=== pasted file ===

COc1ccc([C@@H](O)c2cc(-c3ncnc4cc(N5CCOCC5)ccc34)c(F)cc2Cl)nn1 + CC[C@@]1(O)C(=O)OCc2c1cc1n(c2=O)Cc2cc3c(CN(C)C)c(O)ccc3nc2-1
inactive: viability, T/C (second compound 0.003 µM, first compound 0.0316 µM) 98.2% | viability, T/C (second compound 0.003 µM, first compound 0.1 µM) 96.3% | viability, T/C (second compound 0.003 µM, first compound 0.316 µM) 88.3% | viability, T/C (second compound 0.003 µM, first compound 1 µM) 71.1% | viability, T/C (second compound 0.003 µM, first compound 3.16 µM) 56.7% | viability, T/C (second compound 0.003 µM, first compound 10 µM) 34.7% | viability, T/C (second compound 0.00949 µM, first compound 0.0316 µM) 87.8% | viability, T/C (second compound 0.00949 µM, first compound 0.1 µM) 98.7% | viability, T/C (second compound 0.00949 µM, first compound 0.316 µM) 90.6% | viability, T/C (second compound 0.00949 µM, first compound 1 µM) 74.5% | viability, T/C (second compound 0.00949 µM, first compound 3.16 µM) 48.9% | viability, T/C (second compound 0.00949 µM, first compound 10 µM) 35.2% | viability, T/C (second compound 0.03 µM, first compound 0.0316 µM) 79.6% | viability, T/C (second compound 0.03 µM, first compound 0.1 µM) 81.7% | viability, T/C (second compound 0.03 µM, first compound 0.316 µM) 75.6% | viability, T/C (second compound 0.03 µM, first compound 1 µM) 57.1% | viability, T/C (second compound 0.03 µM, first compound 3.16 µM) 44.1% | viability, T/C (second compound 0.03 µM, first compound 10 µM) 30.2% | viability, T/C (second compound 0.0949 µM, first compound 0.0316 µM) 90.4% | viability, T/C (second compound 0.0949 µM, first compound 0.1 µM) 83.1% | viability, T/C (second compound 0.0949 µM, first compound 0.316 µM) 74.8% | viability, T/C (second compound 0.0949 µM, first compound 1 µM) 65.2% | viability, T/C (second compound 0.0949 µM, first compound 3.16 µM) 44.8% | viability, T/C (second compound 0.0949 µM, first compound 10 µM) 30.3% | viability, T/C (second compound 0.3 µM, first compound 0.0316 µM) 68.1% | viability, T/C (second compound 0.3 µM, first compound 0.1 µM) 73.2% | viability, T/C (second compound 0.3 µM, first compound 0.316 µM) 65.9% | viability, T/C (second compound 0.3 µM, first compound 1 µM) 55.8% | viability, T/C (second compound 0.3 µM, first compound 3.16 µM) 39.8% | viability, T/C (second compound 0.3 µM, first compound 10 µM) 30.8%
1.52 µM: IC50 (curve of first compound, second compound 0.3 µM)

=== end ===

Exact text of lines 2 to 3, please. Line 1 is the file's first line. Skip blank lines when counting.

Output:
inactive: viability, T/C (second compound 0.003 µM, first compound 0.0316 µM) 98.2% | viability, T/C (second compound 0.003 µM, first compound 0.1 µM) 96.3% | viability, T/C (second compound 0.003 µM, first compound 0.316 µM) 88.3% | viability, T/C (second compound 0.003 µM, first compound 1 µM) 71.1% | viability, T/C (second compound 0.003 µM, first compound 3.16 µM) 56.7% | viability, T/C (second compound 0.003 µM, first compound 10 µM) 34.7% | viability, T/C (second compound 0.00949 µM, first compound 0.0316 µM) 87.8% | viability, T/C (second compound 0.00949 µM, first compound 0.1 µM) 98.7% | viability, T/C (second compound 0.00949 µM, first compound 0.316 µM) 90.6% | viability, T/C (second compound 0.00949 µM, first compound 1 µM) 74.5% | viability, T/C (second compound 0.00949 µM, first compound 3.16 µM) 48.9% | viability, T/C (second compound 0.00949 µM, first compound 10 µM) 35.2% | viability, T/C (second compound 0.03 µM, first compound 0.0316 µM) 79.6% | viability, T/C (second compound 0.03 µM, first compound 0.1 µM) 81.7% | viability, T/C (second compound 0.03 µM, first compound 0.316 µM) 75.6% | viability, T/C (second compound 0.03 µM, first compound 1 µM) 57.1% | viability, T/C (second compound 0.03 µM, first compound 3.16 µM) 44.1% | viability, T/C (second compound 0.03 µM, first compound 10 µM) 30.2% | viability, T/C (second compound 0.0949 µM, first compound 0.0316 µM) 90.4% | viability, T/C (second compound 0.0949 µM, first compound 0.1 µM) 83.1% | viability, T/C (second compound 0.0949 µM, first compound 0.316 µM) 74.8% | viability, T/C (second compound 0.0949 µM, first compound 1 µM) 65.2% | viability, T/C (second compound 0.0949 µM, first compound 3.16 µM) 44.8% | viability, T/C (second compound 0.0949 µM, first compound 10 µM) 30.3% | viability, T/C (second compound 0.3 µM, first compound 0.0316 µM) 68.1% | viability, T/C (second compound 0.3 µM, first compound 0.1 µM) 73.2% | viability, T/C (second compound 0.3 µM, first compound 0.316 µM) 65.9% | viability, T/C (second compound 0.3 µM, first compound 1 µM) 55.8% | viability, T/C (second compound 0.3 µM, first compound 3.16 µM) 39.8% | viability, T/C (second compound 0.3 µM, first compound 10 µM) 30.8%
1.52 µM: IC50 (curve of first compound, second compound 0.3 µM)